The country has to rise to a level where citizens know what is right and wrong even without legislation in place, Trinidad and Tobago Chamber of Industry and Commerce chief executive Catherine Kumar said yesterday.
“Our country needs further development, and granted we are still learning, but the learning curve should not be so steep because we have other countries that have passed this road and we could have learned from them,” Kumar told reporters at the Chamber’s Westmoorings headquarters.
She was responding to questions about what the potential impact on economic confidence could be given the controversy surrounding a 659,588 share purchase during state-owned bank First Citizens’ initial public offer by the bank’s now fired chief risk officer Philip Rahaman. Rahaman subsequently sold the majority of those shares to holdings controlled by his relatives; the transactions were brokered by Bourse Securities, of which Independent Senator and chairman of the Trinidad and Tobago Stock Exchange (TTSE) Subhas Ramkhelawan is managing director.
“There’s now a discussion about (having an independent chairman of the TTSE) because of what has happened, but why didn’t we as a nation realise before that the stock exchange should have had an independent chairman. Because owning a stock broking firm means you are doing transactions on the very same stock exchange. It certainly doesn’t provide for independence. It’s legislation, yes, but you don’t want to have to legislate for everything. Governance is very important. Good corporate governance and governance with everyone, even in our personal lives to know what is right and wrong,” Kumar said.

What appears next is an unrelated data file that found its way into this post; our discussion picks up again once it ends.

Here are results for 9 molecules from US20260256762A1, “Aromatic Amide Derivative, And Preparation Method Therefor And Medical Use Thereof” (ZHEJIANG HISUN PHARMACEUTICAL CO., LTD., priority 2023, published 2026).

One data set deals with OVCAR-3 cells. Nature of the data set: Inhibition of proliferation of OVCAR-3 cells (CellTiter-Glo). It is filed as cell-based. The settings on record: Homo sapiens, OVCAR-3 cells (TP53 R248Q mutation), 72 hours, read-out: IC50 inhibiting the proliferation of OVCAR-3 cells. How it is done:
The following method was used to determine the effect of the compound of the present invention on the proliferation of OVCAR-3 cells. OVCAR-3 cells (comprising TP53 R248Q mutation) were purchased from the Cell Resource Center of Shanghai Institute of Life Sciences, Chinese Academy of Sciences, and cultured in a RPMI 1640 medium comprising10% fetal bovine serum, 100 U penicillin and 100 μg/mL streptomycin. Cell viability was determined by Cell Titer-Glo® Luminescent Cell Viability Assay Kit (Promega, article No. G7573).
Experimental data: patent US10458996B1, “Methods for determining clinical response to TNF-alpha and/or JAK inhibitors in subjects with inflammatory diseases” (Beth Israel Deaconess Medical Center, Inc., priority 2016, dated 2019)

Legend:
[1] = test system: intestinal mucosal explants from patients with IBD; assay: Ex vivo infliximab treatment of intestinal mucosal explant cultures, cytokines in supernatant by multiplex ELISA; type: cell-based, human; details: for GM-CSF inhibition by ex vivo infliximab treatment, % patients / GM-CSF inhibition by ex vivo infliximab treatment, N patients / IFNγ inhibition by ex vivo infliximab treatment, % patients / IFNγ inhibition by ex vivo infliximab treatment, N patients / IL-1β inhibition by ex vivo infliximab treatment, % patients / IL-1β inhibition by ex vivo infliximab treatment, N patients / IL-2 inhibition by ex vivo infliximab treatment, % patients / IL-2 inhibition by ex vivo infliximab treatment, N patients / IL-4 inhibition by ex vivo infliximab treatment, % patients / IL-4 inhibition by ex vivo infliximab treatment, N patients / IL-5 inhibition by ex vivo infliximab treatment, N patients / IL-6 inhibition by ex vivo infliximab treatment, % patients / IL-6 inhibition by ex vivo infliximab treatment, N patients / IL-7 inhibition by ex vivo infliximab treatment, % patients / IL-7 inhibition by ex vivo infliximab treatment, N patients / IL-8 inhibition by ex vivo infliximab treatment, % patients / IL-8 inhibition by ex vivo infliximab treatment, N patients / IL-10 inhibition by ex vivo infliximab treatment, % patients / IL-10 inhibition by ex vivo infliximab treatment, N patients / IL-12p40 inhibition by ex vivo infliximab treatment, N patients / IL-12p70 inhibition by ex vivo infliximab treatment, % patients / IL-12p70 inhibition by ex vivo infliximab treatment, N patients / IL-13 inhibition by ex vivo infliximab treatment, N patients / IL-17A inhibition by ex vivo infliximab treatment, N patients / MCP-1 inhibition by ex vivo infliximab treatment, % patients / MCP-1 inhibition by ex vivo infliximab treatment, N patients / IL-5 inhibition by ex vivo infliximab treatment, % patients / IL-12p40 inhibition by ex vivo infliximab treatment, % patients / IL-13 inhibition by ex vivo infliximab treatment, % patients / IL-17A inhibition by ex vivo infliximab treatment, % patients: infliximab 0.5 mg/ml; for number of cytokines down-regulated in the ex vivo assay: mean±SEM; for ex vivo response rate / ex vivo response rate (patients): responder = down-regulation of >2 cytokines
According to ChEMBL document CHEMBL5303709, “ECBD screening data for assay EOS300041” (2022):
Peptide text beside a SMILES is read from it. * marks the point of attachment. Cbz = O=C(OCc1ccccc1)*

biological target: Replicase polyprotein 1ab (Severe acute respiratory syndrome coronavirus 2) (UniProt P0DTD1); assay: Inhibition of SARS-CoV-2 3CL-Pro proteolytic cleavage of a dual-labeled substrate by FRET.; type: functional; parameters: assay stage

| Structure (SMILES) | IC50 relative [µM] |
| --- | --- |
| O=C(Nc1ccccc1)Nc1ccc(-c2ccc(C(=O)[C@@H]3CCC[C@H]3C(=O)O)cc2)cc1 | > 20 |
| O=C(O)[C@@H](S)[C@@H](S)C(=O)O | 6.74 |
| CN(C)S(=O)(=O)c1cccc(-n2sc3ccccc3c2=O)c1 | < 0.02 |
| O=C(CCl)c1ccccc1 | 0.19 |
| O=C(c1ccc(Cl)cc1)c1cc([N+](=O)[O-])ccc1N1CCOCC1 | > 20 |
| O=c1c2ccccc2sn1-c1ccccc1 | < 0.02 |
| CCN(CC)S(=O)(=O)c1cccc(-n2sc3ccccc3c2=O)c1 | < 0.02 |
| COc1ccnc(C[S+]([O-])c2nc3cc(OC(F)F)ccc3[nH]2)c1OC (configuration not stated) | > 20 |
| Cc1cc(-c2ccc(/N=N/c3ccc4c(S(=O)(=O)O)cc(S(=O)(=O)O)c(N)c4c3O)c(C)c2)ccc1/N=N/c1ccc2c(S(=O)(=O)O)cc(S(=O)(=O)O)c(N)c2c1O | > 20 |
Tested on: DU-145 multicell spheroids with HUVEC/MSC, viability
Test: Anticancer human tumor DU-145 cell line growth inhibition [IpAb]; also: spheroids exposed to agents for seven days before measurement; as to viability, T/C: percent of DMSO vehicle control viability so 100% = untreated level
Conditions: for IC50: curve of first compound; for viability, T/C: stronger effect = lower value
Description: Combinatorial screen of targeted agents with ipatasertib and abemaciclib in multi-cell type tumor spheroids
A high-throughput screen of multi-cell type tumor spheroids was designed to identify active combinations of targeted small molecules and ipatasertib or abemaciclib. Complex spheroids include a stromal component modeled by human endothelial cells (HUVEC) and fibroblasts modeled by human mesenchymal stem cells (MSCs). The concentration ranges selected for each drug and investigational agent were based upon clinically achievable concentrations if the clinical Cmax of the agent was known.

Nothing (about this controversy) that has happened is really good for the economy, she said, but notwithstanding, the local financial sector is still strong. First Citizens itself, she said, is still financially sound, and even though since the Rahaman scandal stock prices have plummeted almost $8 since its $42 peak in January. Her personal feeling is that this was temporary.
However, she said, there may have been a lack of governance at the board level of the bank to not have policies to restrict the number of shares (available to executives).
Kumar, who also spoke at the Chamber’s media launch for its annual Caribbean Small and Medium Enterprise (SME) Business Conference, said there was need to amend the country’s legislation regarding venture capital financing and bankruptcy laws.
“Venture capitals legislation is not very user friendly and needs to be amended. The incentives for encouraging SMEs to list on the stock exchange are not encouraging enough. Bankruptcy laws also need to be amended. Do we really give our entrepreneurs the chance to fail and restart? We are not going to have 100 per cent success (with every SME) but we have to know failure rate is higher. We must give entrepreneurs the opportunity to restart. We need bankruptcy laws to be amended to allow someone not to get blacklisted from a creditor and not be allowed to get loans,” she said.